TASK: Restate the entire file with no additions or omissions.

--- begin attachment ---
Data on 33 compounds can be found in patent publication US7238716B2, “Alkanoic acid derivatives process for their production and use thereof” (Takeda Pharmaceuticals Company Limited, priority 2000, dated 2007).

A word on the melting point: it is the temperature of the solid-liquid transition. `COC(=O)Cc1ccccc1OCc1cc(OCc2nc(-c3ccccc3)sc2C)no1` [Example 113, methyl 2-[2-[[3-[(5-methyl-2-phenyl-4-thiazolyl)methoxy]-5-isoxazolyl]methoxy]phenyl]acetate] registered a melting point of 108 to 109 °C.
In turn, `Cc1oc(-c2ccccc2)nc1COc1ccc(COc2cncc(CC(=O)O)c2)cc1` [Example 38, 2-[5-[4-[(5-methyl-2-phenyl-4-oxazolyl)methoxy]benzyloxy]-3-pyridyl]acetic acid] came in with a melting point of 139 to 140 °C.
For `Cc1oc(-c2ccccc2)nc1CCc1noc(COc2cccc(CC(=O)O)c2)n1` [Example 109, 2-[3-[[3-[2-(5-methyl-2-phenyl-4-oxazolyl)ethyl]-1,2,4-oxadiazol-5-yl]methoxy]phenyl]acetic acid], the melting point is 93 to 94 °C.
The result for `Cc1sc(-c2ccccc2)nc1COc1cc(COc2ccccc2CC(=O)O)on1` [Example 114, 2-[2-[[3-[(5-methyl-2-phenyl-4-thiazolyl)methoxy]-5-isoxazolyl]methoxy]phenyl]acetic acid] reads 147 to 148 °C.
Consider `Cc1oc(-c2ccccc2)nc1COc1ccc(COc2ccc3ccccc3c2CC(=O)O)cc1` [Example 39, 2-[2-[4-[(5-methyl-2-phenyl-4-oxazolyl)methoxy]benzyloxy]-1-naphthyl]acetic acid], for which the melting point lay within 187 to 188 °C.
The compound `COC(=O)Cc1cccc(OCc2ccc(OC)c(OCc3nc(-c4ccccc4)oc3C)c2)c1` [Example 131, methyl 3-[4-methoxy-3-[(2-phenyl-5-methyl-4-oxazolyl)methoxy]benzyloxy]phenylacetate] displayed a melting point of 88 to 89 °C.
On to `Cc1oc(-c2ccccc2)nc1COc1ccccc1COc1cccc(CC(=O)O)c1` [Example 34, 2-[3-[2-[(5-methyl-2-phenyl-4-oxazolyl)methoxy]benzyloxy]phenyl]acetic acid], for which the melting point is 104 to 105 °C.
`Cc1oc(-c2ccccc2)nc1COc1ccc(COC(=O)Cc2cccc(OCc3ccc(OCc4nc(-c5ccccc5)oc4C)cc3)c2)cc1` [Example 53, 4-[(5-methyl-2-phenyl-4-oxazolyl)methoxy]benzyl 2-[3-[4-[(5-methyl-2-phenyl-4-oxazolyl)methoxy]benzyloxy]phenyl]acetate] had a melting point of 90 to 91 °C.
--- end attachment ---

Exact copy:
Data on 33 compounds can be found in patent publication US7238716B2, “Alkanoic acid derivatives process for their production and use thereof” (Takeda Pharmaceuticals Company Limited, priority 2000, dated 2007).

A word on the melting point: it is the temperature of the solid-liquid transition. `COC(=O)Cc1ccccc1OCc1cc(OCc2nc(-c3ccccc3)sc2C)no1` [Example 113, methyl 2-[2-[[3-[(5-methyl-2-phenyl-4-thiazolyl)methoxy]-5-isoxazolyl]methoxy]phenyl]acetate] registered a melting point of 108 to 109 °C.
In turn, `Cc1oc(-c2ccccc2)nc1COc1ccc(COc2cncc(CC(=O)O)c2)cc1` [Example 38, 2-[5-[4-[(5-methyl-2-phenyl-4-oxazolyl)methoxy]benzyloxy]-3-pyridyl]acetic acid] came in with a melting point of 139 to 140 °C.
For `Cc1oc(-c2ccccc2)nc1CCc1noc(COc2cccc(CC(=O)O)c2)n1` [Example 109, 2-[3-[[3-[2-(5-methyl-2-phenyl-4-oxazolyl)ethyl]-1,2,4-oxadiazol-5-yl]methoxy]phenyl]acetic acid], the melting point is 93 to 94 °C.
The result for `Cc1sc(-c2ccccc2)nc1COc1cc(COc2ccccc2CC(=O)O)on1` [Example 114, 2-[2-[[3-[(5-methyl-2-phenyl-4-thiazolyl)methoxy]-5-isoxazolyl]methoxy]phenyl]acetic acid] reads 147 to 148 °C.
Consider `Cc1oc(-c2ccccc2)nc1COc1ccc(COc2ccc3ccccc3c2CC(=O)O)cc1` [Example 39, 2-[2-[4-[(5-methyl-2-phenyl-4-oxazolyl)methoxy]benzyloxy]-1-naphthyl]acetic acid], for which the melting point lay within 187 to 188 °C.
The compound `COC(=O)Cc1cccc(OCc2ccc(OC)c(OCc3nc(-c4ccccc4)oc3C)c2)c1` [Example 131, methyl 3-[4-methoxy-3-[(2-phenyl-5-methyl-4-oxazolyl)methoxy]benzyloxy]phenylacetate] displayed a melting point of 88 to 89 °C.
On to `Cc1oc(-c2ccccc2)nc1COc1ccccc1COc1cccc(CC(=O)O)c1` [Example 34, 2-[3-[2-[(5-methyl-2-phenyl-4-oxazolyl)methoxy]benzyloxy]phenyl]acetic acid], for which the melting point is 104 to 105 °C.
`Cc1oc(-c2ccccc2)nc1COc1ccc(COC(=O)Cc2cccc(OCc3ccc(OCc4nc(-c5ccccc5)oc4C)cc3)c2)cc1` [Example 53, 4-[(5-methyl-2-phenyl-4-oxazolyl)methoxy]benzyl 2-[3-[4-[(5-methyl-2-phenyl-4-oxazolyl)methoxy]benzyloxy]phenyl]acetate] had a melting point of 90 to 91 °C.